Six alligator clips were attached to a formicated board in straight line at 3 centimeters distance from one another except the two central clips that were 2 cm from each other. Thus, the distance between the stimulating cathode and the non-inverting recording electrode was 8 cm, whereas the inter-electrode distance of the stimulating and recording pairs was 3 cm. The spring of the alligator clips were removed to prevent compression of the tail. After anesthesia using an intramuscular solution of Xylazin Chlorhydrate and Ketamin, 0.2 ml/100g weight, the animal was laid ventrally on the board. The tail was cleaned and degreased with 70% alcohol and fixed between the electrodes by us (Figure 1). The distal pair of electrodes was used for stimulation, the proximal pair for recording and the connected central pair as the ground electrode. Thus, an orthodromic sensory nerve conduction technique was used. Before each recording the tail was heated with a dichroic lamp to 32º C, measured at a middle of the tail by an infrared thermometer (Doc Thermo; modelo n. HD – 11; Comdek Industrial Corp.). This work was approved by the local ethical committee for animal research.



The electrophysiological parameters studied were peak-to-peak amplitude and onset latency nerve conduction velocity (NCV) of the sensory nerve action potential (SNAP). Measurements were taken 4 times and averaged together (Figure 1). The data was tabulated and analyzed using Microsoft Excel® spreadsheet. Amplitudes and NCV were summarized as means and standard deviations. Linear regression was used to model the data.



The amplitude and the NCV of the caudal nerve SNAP increased linearly between the 8th and the 15th week of animal life, from 29±6 µV to 85±13 µV and from 34±3 m/s to 44±4 m/s, (Figure 2). The equations of linear regressions were as followed: Amplitude (µV) = 8.1 × weeks – 34 (R2 = 0.99) and NCV (m/s) = 1.2 × weeks + 25 (R2 = 0.86).




Both amplitude and NCV showed a linear increase proportionate to the age of the animal. This linear increase is probably due to the development of rats' peripheral nervous system itself. The mechanism of the conduction changes with aging is uncertain. It is believed that three mechanisms are involved on large diameter myelinated axons, interdonal legth and nodal events1.

There are not many electrophysiological studies of the caudal nerve of developing rats. Schmelzer and Low1, in their electrophysiological study on the effect of age on caudal nerve of Sprague-Dawley male rats, used a similar orthodromic technique but recorded with near the nerve fine steel needles. They observed that both the amplitude and the NCV were parabolic functions of age - they increased progressively until about 1 year and then declined. However, between the 8th week and the 15th week the function is virtually linear, as the quadratic component of the function is quite small (0.02 and 0.005 for NCV and amplitude respectively, per squared week).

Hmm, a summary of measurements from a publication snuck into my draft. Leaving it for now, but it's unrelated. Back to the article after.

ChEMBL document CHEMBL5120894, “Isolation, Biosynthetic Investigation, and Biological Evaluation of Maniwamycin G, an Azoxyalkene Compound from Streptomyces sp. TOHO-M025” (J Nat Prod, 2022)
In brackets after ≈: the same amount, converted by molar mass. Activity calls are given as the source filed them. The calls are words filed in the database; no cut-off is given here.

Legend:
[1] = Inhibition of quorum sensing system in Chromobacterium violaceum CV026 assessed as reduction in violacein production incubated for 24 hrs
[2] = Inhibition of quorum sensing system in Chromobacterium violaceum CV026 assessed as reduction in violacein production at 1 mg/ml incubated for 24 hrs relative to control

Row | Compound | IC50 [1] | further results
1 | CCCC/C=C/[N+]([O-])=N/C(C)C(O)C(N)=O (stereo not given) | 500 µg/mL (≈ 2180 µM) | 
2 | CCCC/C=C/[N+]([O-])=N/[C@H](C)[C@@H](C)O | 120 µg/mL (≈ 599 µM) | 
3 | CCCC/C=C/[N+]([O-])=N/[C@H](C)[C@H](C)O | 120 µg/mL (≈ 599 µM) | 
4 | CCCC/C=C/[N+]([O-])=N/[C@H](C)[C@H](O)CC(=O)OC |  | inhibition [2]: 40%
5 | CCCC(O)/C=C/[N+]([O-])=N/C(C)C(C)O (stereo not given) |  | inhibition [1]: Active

During similar time frame Schmelzer and Low1 NCV were about 4-8 m/s faster then ours. One possible explanation for this small but consistent discrepancy is that we kept the temperature of the tail at 32ºC whereas they kept it at 35ºC. As NCV increases a little more then 1 m/s per ºC12 the difference in temperature fairly predicts the difference found in NCV.

Schmelzer and Low1 amplitudes were about 50% smaller than our amplitudes. Amplitude decreases about 0.04 µV per ºC12, therefore the difference in tail temperature is not sufficient to explain the difference in NCV. Unfortunately, they did not report how the amplitudes were measured: baseline-to-peak or peak-to-peak. If it was baseline-to-peak it could explain why their amplitudes were smaller then our peak-to-peak amplitudes.



A non-invasive technique to perform sensory conduction studies in developing rats was described. Technique and data may be used as animal model in physiological and pathological studies.



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8. Leal-cardoso JH, Matis-Brito BG, Lopes-Junior JEG, Viana-Cardoso KV, Sampaio-Freitas AB, Brasil RO, Coelho-de-Souza NA, Albuquerque AAC. Effects of estrangole on the compound action potencail of the rat sciatic nerve. Braz J Med Biol Res. 2004;37(8):1193-8.         [ Links ]

9. Martins RS, Siqueira MG, Silva CF, Godoy BO, Plese JPP. Electrophysiologic assessment of regeneration in rat sciatic nerve repair resing suture of both technique. Arq Neuropsiquiatr. 2005;63(3-A):601-4.         [ Links ]

10. Malta J, Campolongo GD, Barros TEP, Oliveira RP. Eletromiografia aplicada aos músculos da mastigação. Acta Ortop Bras. 2006;14(2):106-7.         [ Links ]

11. Low PA, Ward JD, Schmelzer JD, Brimijoin S. Ischemic conduction failure and energy metabolism in experimental diabetic neuropathy. Am J Physiol. 1985;248:457-62.         [ Links ]

12. Leandri M, Lenadri S, Lunardi G. Effect of temperature on sensory and motor conduction of the rat tail nerves. Neurophysiol Clin. 2008;38:297-304.         [ Links ]



Juliana Netto Maia
Av. Rosa e Silva, 1205/302
52050-020 Recife – PE Brazil
Phone: (55-81)9999-9995

Received: September 23, 2009
Review: November 19, 2009
Accepted: December 18, 2009
Conflict of interest: none
Financial source: none



1 Research performed at Department of Anatomy, Post-Graduation Program in Neuropsychiatry and Behavioural Sciences, Federal University of Pernambuco (UFPE), Brazil.